5 Ways Your Data is Safer in the Cloud
As the cloud continues to grow, so do the misconceptions.
The cloud is often misunderstood. Security and privacy are top concerns for users when it comes to their data, and the thought of not having physical control is a problem for many users. However, those same users might not be aware of the security benefits the cloud provides. That’s right, there are legitimate security bonuses for using the cloud. Let’s explore why your data is safer in the cloud and how using the cloud can help your organization.
1) Reduced Human Error – We’ve all done it. That brief moment of horror when you can’t find your phone or laptop. It’s a harrowing experience because so much of our lives are connected to these devices. But what would happen if you actually lost your device and it made its way into the hands of some unsavoury sorts? Locally stored data is at a major risk for moments just like this. Cloud data storage mitigates the fallout from human error by securing data with the cloud service provider. So even if they get into the device they won’t have access to your data without your login credentials.
2) Multilevel Monitoring – Data stored in the cloud is monitored way more closely than you might think. Cloud application providers and data hosts, like Microsoft and Azure, are vigilant about keeping data secure in the cloud. Both monitor your information closely because it’s in their best interest to do so. Their vast resources are dedicated to keeping your data secure because they want you to continue partnering with them. This multileveled monitoring is particularly adept at securing data, and when something does get compromised they quickly remediate and inform you of what’s occurred.
3) Georeplicated Data – One of the most unique features of the cloud is its accessibility. Locally stored data is susceptible for a multitude of reasons, including a corrupted hard drive or even damage due to natural disasters such as floods and earthquakes. If something of this magnitude were to strike then it spells the end for many users’ data, but if data is stored in the cloud that data is georeplicated. This means that even if one storage site is damaged or goes down for some reason, cloud users already have backups in place because their data is replicated across many unique geographic locations.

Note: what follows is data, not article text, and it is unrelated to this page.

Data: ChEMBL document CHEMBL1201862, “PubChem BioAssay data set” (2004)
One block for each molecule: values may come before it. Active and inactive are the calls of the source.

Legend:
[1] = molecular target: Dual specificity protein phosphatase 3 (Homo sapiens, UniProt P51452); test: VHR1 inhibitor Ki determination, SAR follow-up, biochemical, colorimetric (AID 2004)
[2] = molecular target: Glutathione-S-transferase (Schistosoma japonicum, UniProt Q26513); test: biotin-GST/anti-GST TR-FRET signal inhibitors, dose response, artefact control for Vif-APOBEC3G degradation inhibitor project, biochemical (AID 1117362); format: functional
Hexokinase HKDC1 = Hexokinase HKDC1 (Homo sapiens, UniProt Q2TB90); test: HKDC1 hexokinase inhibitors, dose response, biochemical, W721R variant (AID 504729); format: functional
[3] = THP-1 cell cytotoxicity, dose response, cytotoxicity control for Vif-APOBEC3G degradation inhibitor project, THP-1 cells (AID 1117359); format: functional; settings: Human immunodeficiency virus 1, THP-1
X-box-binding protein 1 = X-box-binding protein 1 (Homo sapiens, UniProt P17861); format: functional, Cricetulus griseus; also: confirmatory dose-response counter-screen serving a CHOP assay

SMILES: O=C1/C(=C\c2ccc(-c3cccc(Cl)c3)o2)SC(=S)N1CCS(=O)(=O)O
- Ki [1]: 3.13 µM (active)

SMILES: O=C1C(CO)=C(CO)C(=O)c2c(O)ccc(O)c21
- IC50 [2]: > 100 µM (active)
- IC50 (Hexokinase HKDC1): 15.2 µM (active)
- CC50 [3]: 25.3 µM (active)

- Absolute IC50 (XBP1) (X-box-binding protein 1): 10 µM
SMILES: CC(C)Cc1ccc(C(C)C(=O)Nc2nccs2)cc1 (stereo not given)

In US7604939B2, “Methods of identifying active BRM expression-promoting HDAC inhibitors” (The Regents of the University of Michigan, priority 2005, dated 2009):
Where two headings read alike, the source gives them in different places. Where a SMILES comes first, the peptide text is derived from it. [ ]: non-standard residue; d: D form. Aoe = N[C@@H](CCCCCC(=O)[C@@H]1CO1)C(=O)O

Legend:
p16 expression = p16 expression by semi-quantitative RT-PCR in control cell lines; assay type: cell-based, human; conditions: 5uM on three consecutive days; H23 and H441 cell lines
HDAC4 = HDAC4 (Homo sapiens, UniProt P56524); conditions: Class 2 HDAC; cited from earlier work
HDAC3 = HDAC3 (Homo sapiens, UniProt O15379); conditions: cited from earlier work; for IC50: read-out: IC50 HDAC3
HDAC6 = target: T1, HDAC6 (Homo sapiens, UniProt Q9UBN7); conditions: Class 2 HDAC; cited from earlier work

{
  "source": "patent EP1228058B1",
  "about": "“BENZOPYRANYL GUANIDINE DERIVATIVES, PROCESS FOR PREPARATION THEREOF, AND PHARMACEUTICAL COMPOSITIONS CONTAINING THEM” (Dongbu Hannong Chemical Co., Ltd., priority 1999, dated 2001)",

4) Encryption – There’s a notion among some users that data in transit is easily identified and because it’s travelling in the cloud that other users are capable of accessing it. Data in transit between local user and cloud service provider is actually encrypted, meaning that even if someone could get access (which is highly unlikely) deciphering that information would be far more hassle than it’s probably worth. There are also many cloud service providers that offer user end encryption, so data stored in the cloud is encrypted with the user having the only key. It’s a nice extra touch that certifies the protection of user data.
5) Two-Factor/Multifactor Authentication – It’s a basic level of security, but many cloud providers understand that usernames and passwords aren’t always sufficient when it comes to protecting user data. That’s why two-factor authentication is such a common practice among cloud providers because it’s important to ensure the individuals with access to data are also who it belongs to. There are even some cloud service providers who take it an extra step and offer multifactor authentication which adds security measures like a thumbprint scan or voice recognition.
Data security is rightfully important for users. There’s nothing worse than having your data in the hands of the wrong people, but that keeping data stuffed inside a mattress probably isn’t the secure answer. The cloud is one of the safest places to secure data and it’s constantly improving. Just be sure that who you choose as your cloud service provider is a trusted partner. There’s a lot to like when moving to the cloud and security is just one of the benefits you’ll be able to take advantage of.
This article was originally published on Engadget.com.